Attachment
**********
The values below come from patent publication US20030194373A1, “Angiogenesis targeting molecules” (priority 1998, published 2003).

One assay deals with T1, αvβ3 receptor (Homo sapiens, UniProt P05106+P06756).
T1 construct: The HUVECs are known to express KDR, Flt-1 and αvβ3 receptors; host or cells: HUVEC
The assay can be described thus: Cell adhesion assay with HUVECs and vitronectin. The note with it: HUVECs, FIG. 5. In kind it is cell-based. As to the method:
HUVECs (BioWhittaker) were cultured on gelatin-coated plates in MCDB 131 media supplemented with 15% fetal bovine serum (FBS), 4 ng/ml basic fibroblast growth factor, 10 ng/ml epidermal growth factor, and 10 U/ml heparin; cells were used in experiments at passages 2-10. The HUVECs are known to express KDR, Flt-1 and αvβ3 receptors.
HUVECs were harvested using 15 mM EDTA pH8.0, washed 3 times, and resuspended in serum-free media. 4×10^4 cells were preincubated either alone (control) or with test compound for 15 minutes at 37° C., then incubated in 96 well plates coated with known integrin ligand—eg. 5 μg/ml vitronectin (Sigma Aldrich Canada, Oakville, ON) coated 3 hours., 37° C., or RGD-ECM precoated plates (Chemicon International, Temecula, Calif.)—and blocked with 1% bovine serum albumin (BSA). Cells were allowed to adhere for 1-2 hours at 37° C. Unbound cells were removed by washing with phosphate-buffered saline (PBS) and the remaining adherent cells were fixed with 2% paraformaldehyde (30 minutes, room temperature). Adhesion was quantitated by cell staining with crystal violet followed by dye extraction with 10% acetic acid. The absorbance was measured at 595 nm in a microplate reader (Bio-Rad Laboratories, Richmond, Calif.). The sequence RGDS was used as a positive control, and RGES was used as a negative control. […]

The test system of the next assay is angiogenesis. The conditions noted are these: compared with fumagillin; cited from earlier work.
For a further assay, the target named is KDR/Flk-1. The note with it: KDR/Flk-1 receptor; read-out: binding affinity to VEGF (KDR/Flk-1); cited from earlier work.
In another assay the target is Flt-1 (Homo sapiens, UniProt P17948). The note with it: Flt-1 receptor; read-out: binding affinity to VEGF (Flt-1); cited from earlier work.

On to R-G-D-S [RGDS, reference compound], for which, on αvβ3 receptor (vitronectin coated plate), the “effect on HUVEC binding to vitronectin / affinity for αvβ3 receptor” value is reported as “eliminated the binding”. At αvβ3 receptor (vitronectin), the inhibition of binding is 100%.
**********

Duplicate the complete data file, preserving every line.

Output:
The values below come from patent publication US20030194373A1, “Angiogenesis targeting molecules” (priority 1998, published 2003).

One assay deals with T1, αvβ3 receptor (Homo sapiens, UniProt P05106+P06756).
T1 construct: The HUVECs are known to express KDR, Flt-1 and αvβ3 receptors; host or cells: HUVEC
The assay can be described thus: Cell adhesion assay with HUVECs and vitronectin. The note with it: HUVECs, FIG. 5. In kind it is cell-based. As to the method:
HUVECs (BioWhittaker) were cultured on gelatin-coated plates in MCDB 131 media supplemented with 15% fetal bovine serum (FBS), 4 ng/ml basic fibroblast growth factor, 10 ng/ml epidermal growth factor, and 10 U/ml heparin; cells were used in experiments at passages 2-10. The HUVECs are known to express KDR, Flt-1 and αvβ3 receptors.
HUVECs were harvested using 15 mM EDTA pH8.0, washed 3 times, and resuspended in serum-free media. 4×10^4 cells were preincubated either alone (control) or with test compound for 15 minutes at 37° C., then incubated in 96 well plates coated with known integrin ligand—eg. 5 μg/ml vitronectin (Sigma Aldrich Canada, Oakville, ON) coated 3 hours., 37° C., or RGD-ECM precoated plates (Chemicon International, Temecula, Calif.)—and blocked with 1% bovine serum albumin (BSA). Cells were allowed to adhere for 1-2 hours at 37° C. Unbound cells were removed by washing with phosphate-buffered saline (PBS) and the remaining adherent cells were fixed with 2% paraformaldehyde (30 minutes, room temperature). Adhesion was quantitated by cell staining with crystal violet followed by dye extraction with 10% acetic acid. The absorbance was measured at 595 nm in a microplate reader (Bio-Rad Laboratories, Richmond, Calif.). The sequence RGDS was used as a positive control, and RGES was used as a negative control. […]

The test system of the next assay is angiogenesis. The conditions noted are these: compared with fumagillin; cited from earlier work.
For a further assay, the target named is KDR/Flk-1. The note with it: KDR/Flk-1 receptor; read-out: binding affinity to VEGF (KDR/Flk-1); cited from earlier work.
In another assay the target is Flt-1 (Homo sapiens, UniProt P17948). The note with it: Flt-1 receptor; read-out: binding affinity to VEGF (Flt-1); cited from earlier work.

On to R-G-D-S [RGDS, reference compound], for which, on αvβ3 receptor (vitronectin coated plate), the “effect on HUVEC binding to vitronectin / affinity for αvβ3 receptor” value is reported as “eliminated the binding”. At αvβ3 receptor (vitronectin), the inhibition of binding is 100%.